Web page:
Every day in spring training until we're finished with the entire league, Big League Stew takes a brief capsule look at each team we visit in Florida and Arizona. Next up are the Atlanta Braves, who are looking for their first NL East title since way back in 2005.
2009 RECORD: 86-76, 3rd in NL East
BIG ACQUISITIONS: Bolstered by a post-Tommy John stint with Boston and a desire to become a Hall of Famer, Billy Wagner(notes) signed a one-year contract to become the Braves' closer. ... Melky Cabrera(notes) comes over from the Yankees, but considering his cost (see Vazquez, Javier), his arrival hasn't been heralded by Braves fans. ... Troy Glaus(notes) signed a one-year deal around Christmas time after playing in only 14 games for St. Louis in 2009.
BIG DEPARTURES: After a career year, Javier Vazquez(notes) was sent to the Yankees for a second stint and the Braves will miss all the quality innings he ate. ... Keeping reliever Rafael Soriano(notes) became too expensive, so he was shipped off to Tampa Bay in exchange for Jesse Chavez(notes). ... Garret Anderson(notes) was jettisoned to the free-agent scrap heap. ... Adam LaRoche(notes) will perform his second-half feats with the Diamondbacks. ... Lefty Mike Gonzalez(notes) is an Oriole now.
FIVE QUESTIONS TO ASK ABOUT THE BRAVES:
1. Will the Braves send Bobby Cox out in style? Atlanta's long-time skipper is hanging 'em up after the season and letting him leave with 15 NL East titles sure seems like a nice parting gift. There's little doubt Atlanta will be a playoff contender in 2010 — the Braves were in the thick of the wild-card race last season until dropping their final six games — but standing in their way of the NL East title is a not-so-little team named the Phillies. To capture one more division flag, Cox will have to lead his team past one that has won three straight divisions and will give up about as easily as those old Braves teams did. Robbing the wild card from the Rockies seems like a more realistic plan.
2. What about Chipper Jones(notes)? Is this his final year, too? The 38-year-old third baseman is currently emphasizing that he means what he said about hanging them up if his old stroke doesn't return. After winning the NL batting title in 2008 with a .364 mark, Jones' average fell 100 points in 2009, even though he played in 143 games. Chipper says that he doesn't want to play out the string as a role player and if he really means that, you have to admire his conviction considering he'll be walking away from the final two years of his contract and a guaranteed paycheck of $28 million.
3. Now that Vazquez is gone, who is Atlanta's ace? If Frank Wren had any defense in trading Vazquez, it's that he was dealing from a position of strength when it comes to the starting rotation. Of course, Braves fans would have liked to see a higher return, but all things being equal, Cox doesn't have a shortage of above-average pitchers.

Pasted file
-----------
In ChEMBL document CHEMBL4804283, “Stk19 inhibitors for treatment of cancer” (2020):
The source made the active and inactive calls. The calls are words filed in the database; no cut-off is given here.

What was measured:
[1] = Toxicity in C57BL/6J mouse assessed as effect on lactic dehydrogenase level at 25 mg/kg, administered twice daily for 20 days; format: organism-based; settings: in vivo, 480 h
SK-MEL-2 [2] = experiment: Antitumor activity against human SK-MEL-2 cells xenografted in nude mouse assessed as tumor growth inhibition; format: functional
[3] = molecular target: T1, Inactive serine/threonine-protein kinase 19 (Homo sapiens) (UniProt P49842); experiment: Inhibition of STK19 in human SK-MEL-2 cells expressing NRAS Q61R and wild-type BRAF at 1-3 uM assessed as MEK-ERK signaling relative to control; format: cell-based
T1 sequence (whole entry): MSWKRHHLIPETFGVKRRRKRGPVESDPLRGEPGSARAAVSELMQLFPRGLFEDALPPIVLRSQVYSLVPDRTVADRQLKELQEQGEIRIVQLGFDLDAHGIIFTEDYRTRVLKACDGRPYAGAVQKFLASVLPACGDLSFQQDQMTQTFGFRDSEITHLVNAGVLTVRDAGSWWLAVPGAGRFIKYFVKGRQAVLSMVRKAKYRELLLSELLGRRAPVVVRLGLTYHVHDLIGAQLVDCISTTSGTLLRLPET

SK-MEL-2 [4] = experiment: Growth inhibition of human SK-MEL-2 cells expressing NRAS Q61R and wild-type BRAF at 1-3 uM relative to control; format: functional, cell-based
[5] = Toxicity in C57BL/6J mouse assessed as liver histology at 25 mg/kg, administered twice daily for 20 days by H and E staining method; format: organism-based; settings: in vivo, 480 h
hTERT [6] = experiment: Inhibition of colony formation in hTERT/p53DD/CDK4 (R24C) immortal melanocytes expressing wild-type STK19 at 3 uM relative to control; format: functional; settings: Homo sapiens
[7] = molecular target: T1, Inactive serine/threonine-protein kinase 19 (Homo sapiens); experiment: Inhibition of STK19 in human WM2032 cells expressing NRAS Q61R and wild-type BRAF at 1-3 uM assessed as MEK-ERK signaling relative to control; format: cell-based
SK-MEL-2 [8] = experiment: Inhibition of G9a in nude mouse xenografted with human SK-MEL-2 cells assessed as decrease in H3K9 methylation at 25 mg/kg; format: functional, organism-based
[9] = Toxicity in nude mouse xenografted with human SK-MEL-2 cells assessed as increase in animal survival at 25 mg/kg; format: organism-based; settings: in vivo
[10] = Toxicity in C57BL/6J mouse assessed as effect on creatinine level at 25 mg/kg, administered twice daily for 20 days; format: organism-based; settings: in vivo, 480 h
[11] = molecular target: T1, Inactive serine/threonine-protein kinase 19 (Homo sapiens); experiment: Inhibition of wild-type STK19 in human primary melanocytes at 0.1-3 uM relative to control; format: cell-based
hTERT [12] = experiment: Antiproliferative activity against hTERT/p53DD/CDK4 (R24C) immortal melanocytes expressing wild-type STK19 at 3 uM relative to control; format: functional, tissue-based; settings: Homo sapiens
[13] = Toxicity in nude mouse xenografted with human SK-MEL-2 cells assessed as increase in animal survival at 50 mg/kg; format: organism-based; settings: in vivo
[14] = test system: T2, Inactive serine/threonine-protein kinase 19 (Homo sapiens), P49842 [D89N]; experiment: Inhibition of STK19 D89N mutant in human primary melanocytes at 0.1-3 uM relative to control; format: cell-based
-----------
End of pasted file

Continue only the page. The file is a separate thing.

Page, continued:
That being said, each starter comes equipped with his own question mark and you usually don't want your aces being equipped with any sort of question mark. Tim Hudson(notes) still isn't that far removed from Tommy John surgery; Tommy Hanson's(notes) workload needs watching during his sophomore season and Jair Jurrjens(notes) recently scared everyone with his shoulder pain. Derek Lowe(notes), the opening day starter, is another year older after failing to post the numbers that earned him a four-year, $60 million contract after his 2008 season with the Dodgers. Still, it's a nice group if everyone stays healthy and maybe a great one if anyone puts together a season that will earn himself a high vote total in the Cy Young race.
4. Why aren't more people gushing over Brian McCann(notes)? That's a good question. It's often been said that Joe Mauer(notes) is hogging the great hitting catcher spotlight and it's quite possible that his ungodly numbers make McCann's numbers seem run of the mill. It's also an understatement to say that McCann isn't a good defensive catcher.
Still, that doesn't mean we shouldn't applaud McCann, who has averaged 22 homers, 92 RBIs and a slash line of .296/.357/.506 over his first four full seasons (All-Star worthy campaigns, by the way). He's expecting another big season in 2010 after having another Lasik surgery to fix a botched previous attempt in 2007.
5. Will Jason Heyward(notes) be the NL Rookie of the Year? One of the best reasons to like the Braves this year comes in the fact that they have such a good mix of solid veteran and young talent with high ceilings. You've already heard a lot about Heyward, who falls in the latter camp. If (and when) the 20-year-old wins Atlanta's right field job, he'll have every opportunity to compile numbers that will put him on track to win ROY — just like his childhood hero, Derek Jeter(notes).
BLS editor Kevin Kaduk is currently on a week-long tour of spring training camps in Florida. To ride shotgun, follow him at @bigleaguestew.